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Re: Brews Brothers Porter Clone
« Reply #4 on: January 13, 2014, 01:37:48 PM »
My volume measurements were dead on.  I had 7.44 going into the boil pot.  I had 5.5 going into the fermentor. 

The 81% estimated mash efficiency is a BeerSmith number.  I know my total efficiency is jusually at about 75%, so that is what I put in for "total efficiency".  If there is a way for me to put in an estimated mash efficiency, I don't know how to do that.

By the way, my starting gravity was actually 1.065, not 1.063.  It was late, I was tired and I couldn't read my own writing.  Better, but not great.

I'm attaching the Design Tab, the Mash Tab and the Volumes Tab.  I'm also attaching my equipment profile.  I tend to boil quite vigorously, so I do end up with a high boil off rate.

I've also attached an updated version of the recipe, with proper numbers in it.  When I first posted the recipe, I was just beginning the mash.

Gentlemen...I very much appreciate your help with this!

+1 to both of you!!
Kegs:
 Red IPA
 ESB
 Saison Solera
 Dubel (Aged in Malbec Wine Barrel
Aging:
 80 Shilling (In bourbon barrel)
Bottled
 Peppermint Patty Stout
 Wee Heavy

Scott Ickes
https://creativebrewing.wordpress.com

Offline tom_hampton

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Re: Brews Brothers Porter Clone
« Reply #5 on: January 13, 2014, 06:45:25 PM »
Based on the data you've presented your TOTAL efficiency was NOT 75%, but was more like 68%.  Here's the rough math (assuming 36 points per lbs per gallon...not really true, but close enough for gov't work). 

14.5 lbs of grain @ 36 pppg = 522 total points.

5.5 gallons into fermenter at 1.065 SG = 358 points into the fermenter.

358 / 522 = 68.5% of the total points available from the grain ended up in your fermenter. 

Your HOT preboil volume was 7.44.  Accounting for cooling shrinkage, that's 7.23gal.  Based on that and your gravity (7.23 @ 1.052 = 376 points), your mash efficiency was around: 376/522 = 72%. 

The "mash eff" from Beersmith takes into account your "tun deadspace" of 0.75 gallons (hot, 0.73 cooled).  It ADDS the sugar left in the deadspace to the sugar in the kettle, and calls that the total sugar extracted from the mash.  Eg:

0.73 * 52 = 38 pts.  (in reality this would be your second runnings gravity, but I don't have that number)

376+38 = 414 points (extracted from grain).  414 / 522 = 79%.

Do you really have a tun deadspace of 0.75 gallons?  That's pretty large.  I would question that number.  The only good way to measure "tun deadspace" is to drain the remaining wort from the MLT after you finish sparging.  I've done it that way, and I'm more like 3 CUPS.  I have a stainless domed false bottom. 

I'm not saying you DON'T, but I've seen many people measure this by filling the MLT with 1-2 gallons of water, and then draining it back out.  Whatever doesn't come out, they call "deadspace".  This is not correct, because it doesn't account for the volume of the tun that is filled by grain.  What many people don't consider is that much of the "deadspace" is actually accessible to grain.  So, the grain displaces MUCH of the wort in the "deadspace" in the mash. 

Ultimately, I think your "issue" was over-estimating your efficiency, which caused Beersmith to overestimate your starting gravities.  Then you adjust the grain quantities down to compensate (or left them alone thinking everything was fine), and therefore didn't have enough grain for reality.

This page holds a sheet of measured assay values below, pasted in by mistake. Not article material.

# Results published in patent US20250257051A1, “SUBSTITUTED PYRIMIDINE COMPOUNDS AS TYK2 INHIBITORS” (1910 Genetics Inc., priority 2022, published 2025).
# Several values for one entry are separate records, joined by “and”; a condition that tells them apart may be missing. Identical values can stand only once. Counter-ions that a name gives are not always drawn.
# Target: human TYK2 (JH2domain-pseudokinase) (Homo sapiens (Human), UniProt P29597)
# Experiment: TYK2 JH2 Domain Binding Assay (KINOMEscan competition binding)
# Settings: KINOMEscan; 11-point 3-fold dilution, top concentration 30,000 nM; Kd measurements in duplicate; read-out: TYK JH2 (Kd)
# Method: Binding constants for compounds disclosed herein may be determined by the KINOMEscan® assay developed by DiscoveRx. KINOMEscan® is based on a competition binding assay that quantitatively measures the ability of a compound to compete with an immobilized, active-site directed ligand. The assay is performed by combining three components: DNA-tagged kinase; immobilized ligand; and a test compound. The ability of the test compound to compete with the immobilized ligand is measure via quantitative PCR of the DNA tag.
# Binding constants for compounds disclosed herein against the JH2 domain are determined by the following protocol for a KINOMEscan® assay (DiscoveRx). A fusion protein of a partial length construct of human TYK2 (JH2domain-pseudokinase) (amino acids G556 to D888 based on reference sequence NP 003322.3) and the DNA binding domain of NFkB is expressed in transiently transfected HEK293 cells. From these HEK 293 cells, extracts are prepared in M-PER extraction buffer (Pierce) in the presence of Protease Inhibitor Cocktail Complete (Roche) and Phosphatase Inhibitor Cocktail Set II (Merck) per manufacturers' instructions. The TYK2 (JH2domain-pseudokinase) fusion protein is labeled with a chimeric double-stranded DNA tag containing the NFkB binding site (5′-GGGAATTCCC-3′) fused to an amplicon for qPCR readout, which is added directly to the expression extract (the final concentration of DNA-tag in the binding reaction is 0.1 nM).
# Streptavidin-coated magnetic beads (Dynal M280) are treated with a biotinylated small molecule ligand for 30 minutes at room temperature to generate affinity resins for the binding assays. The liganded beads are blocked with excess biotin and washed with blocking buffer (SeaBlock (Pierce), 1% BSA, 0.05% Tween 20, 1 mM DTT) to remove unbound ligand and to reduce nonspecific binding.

Your extract efficiency was a little lower than I would expect for a 90 minute mash (at only 77%).  At 90 minutes that should have been closer to 90%.  But, your thickness was 1.44 qt/lbs....a little thick for me.  I generally see lower extract efficiencies for mash thicknesses below 1.5 qt/lb.  I have MUCH better conversion between 1.75 and 2.25 qt/lbs, and it is WAAAAY more consistent.  That can be a pH thing, or a grain crush, or dough-balls, etc. 

R.I.P.:Belgian Blonde
On Tap: Apfelwein, Kolsch(v2), Pumpkin Ale, Belgian Specialty 
Aging/Storing: Coffee Porter, Chocolate Porter, Flanders Red, English Barlywine
Fermenting: Maggie's Altbier
Next Up: PtE(1.1), Belgian Dubbel?

Working thru all BCS recipes

Offline Scott Ickes

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Re: Brews Brothers Porter Clone
« Reply #6 on: January 13, 2014, 07:04:20 PM »
Thanks Tom!  I think my first step is to make two changes.  You were "dead on" about the way that I determined my tun dead space.  I filled above my screen and let it drain until it stopped and measure the volume.  To correct that I'm going to change my tun deadspace to .1875 gallons.  I can't really put an accurate reading until I've brewed again.  Once I've brewed, I'll be able to get an accurate reading of my tun deadspace.

I'll also change my efficiency to 68% for my next brew and see where I end up. 

You were extremely helpful!!
Kegs:
 Red IPA
 ESB
 Saison Solera
 Dubel (Aged in Malbec Wine Barrel
Aging:
 80 Shilling (In bourbon barrel)
Bottled
 Peppermint Patty Stout
 Wee Heavy

Scott Ickes
https://creativebrewing.wordpress.com

Offline brewfun

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Re: Brews Brothers Porter Clone
« Reply #7 on: January 13, 2014, 08:09:18 PM »
I've seen many people measure this by filling the MLT with 1-2 gallons of water, and then draining it back out.  Whatever doesn't come out, they call "deadspace".  This is not correct, because it doesn't account for the volume of the tun that is filled by grain.  What many people don't consider is that much of the "deadspace" is actually accessible to grain.  So, the grain displaces MUCH of the wort in the "deadspace" in the mash. 

Gohldamm good insight. Gohldamm Correct. Gohldamm Great Advice.

Beer Appreciation is the space between pints.

Offline Scott Ickes

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Re: Brews Brothers Porter Clone
« Reply #8 on: February 26, 2014, 02:30:48 AM »
An update.  I've finally gotten a chance to taste this one.  It is really close to the Porter I tasted at Brews Brothers Microbrewery at the Silver Legacy Casino in Reno.  I'm quite pleased with it.  The few people that have tried it so far say that it is a great beer.
Kegs:
 Red IPA
 ESB
 Saison Solera
 Dubel (Aged in Malbec Wine Barrel
Aging:
 80 Shilling (In bourbon barrel)
Bottled
 Peppermint Patty Stout
 Wee Heavy

Scott Ickes
https://creativebrewing.wordpress.com